The great French magazine ZOOM is an expansive reference library of creative images. This feature of works by the prolific man of arts and letters, Pierre Bourgeade is a classic example. An ancestor of the canonized 17th century playwright Jean Racine, he was a giant in his own standing. As a writer of plays, poetry and crime novels, and as we see here a photographer, he explores both the immediacy of our animal nature and the frustrations of mans inability to know himself with a great and and very french sense of style.


We have translated the introduction by Zoom editor Michel Caen to give you an idea of the high regard he was held in by his compatriots.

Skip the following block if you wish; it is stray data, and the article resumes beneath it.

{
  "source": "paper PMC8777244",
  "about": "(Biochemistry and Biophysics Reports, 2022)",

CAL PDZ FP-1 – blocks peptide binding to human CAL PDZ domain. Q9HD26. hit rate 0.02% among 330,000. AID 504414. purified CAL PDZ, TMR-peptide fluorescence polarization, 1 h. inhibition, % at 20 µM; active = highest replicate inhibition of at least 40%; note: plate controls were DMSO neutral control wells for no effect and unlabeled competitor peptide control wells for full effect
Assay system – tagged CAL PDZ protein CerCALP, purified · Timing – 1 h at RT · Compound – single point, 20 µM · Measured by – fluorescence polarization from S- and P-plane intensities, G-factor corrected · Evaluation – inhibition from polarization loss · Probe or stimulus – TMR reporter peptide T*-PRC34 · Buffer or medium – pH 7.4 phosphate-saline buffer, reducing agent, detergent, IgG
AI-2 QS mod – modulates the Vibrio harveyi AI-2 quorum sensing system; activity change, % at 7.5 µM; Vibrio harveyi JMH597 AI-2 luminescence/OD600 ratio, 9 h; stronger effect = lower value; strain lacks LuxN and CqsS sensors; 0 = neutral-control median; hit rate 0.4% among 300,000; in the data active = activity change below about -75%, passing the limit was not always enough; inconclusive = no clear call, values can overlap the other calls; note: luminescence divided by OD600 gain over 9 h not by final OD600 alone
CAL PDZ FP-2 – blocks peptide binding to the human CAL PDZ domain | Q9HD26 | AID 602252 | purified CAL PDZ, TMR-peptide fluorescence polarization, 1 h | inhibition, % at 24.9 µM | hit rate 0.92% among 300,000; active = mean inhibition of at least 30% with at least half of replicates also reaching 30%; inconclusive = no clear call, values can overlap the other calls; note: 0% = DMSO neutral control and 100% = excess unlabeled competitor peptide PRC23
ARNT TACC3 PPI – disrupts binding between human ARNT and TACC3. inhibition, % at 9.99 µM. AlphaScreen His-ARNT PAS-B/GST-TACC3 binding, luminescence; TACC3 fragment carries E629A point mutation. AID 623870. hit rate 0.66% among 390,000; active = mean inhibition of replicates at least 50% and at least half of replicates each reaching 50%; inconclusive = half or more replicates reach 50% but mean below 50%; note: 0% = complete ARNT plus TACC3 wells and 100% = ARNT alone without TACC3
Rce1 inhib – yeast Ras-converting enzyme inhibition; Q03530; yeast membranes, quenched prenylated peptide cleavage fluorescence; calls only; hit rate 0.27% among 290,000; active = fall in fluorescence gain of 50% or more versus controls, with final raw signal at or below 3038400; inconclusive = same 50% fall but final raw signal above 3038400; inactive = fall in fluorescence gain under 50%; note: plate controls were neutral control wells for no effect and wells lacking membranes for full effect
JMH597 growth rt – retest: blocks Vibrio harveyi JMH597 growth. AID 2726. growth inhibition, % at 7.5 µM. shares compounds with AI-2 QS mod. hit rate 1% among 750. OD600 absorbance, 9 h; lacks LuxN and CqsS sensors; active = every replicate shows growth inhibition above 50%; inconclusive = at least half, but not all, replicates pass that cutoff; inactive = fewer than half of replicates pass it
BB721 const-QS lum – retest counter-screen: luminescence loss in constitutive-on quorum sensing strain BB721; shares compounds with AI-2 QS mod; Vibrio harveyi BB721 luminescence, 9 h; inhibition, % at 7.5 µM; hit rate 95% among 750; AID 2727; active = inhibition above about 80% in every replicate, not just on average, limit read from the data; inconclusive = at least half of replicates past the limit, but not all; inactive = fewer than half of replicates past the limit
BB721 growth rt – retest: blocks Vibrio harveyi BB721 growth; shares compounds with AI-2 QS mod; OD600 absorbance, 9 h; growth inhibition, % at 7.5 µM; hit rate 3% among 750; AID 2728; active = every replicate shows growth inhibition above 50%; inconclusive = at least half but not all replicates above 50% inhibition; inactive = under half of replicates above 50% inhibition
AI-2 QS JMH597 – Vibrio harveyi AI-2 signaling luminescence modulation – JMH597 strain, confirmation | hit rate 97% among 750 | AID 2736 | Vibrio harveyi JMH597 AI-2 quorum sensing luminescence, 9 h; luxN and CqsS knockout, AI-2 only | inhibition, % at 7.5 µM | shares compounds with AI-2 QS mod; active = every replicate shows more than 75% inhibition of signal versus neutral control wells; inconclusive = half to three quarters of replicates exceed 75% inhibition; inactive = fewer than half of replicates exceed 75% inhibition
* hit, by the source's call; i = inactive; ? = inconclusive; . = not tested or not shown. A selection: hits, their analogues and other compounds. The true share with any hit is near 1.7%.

‘To remain in the field of euphemisms, I would gladly say contemporary French literature very rarely triggers enthusiasm in me. If I had to be more precise, it would be possible – not without great difficulty – to identify about fifteen representatives, whose work I am able to read, from start to finish and without forcing myself to. Out of that small amount, i could isolate without hesitation 5 or 6 authors for whom i have more than admiration. Pierre Bourgeade belongs to this private club for which only the purveyors of my ideal library have access to. I met him, in a literary way, in 1966 when he was publishing Les Immortelles at Gallimard, a collection of rather troubling stories which adapted for the theatre scene at the occasion of the 5th Biennale de Paris, would bring actress Rita Renoir to reveal more than her anatomy. Novels, plays, essays or journalism, I attached thereafter a particular importance to those works. From La Rose Rose to Orden, from New York Party to Deutsches Requiem, I was unable to shift my focus from Bourgeade, whom I finally managed to meet, because we had, among other things, a few essential interests in common. The image was among them. One day, we decided to eventually do some work for “Zoom” – we didn’t know when or how, but sometimes Bourgeade would think about it and I waited for his suggestions. Today, it is in the occasion of his next publication at Gallimard, L’Aurore Boréale, that Bourgeade gave us a short excerpt of this text with a few snapshots taken by him, just for fun, that are visibly linked to the text but do not serve as “immediate” illustrations. With the intention of preserving those documents, respecting their anecdotal nature and scribble pad aspect, we have reproduced those snapshots based on the photocopies Bourgeade had given us. At the latest new, Bourgeade was preparing a feature film – “a cannibal love story”. It could not be more logical.’  –MC


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